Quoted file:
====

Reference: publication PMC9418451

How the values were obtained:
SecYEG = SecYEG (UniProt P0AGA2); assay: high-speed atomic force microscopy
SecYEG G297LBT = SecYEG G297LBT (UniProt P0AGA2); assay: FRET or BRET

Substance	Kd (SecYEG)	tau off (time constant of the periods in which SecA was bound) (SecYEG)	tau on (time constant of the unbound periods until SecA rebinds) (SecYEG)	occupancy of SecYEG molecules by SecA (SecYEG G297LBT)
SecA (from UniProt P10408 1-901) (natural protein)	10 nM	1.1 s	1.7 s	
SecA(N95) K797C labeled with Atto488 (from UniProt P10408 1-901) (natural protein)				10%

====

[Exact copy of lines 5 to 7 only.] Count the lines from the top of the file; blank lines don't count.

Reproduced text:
Substance	Kd (SecYEG)	tau off (time constant of the periods in which SecA was bound) (SecYEG)	tau on (time constant of the unbound periods until SecA rebinds) (SecYEG)	occupancy of SecYEG molecules by SecA (SecYEG G297LBT)
SecA (from UniProt P10408 1-901) (natural protein)	10 nM	1.1 s	1.7 s	
SecA(N95) K797C labeled with Atto488 (from UniProt P10408 1-901) (natural protein)				10%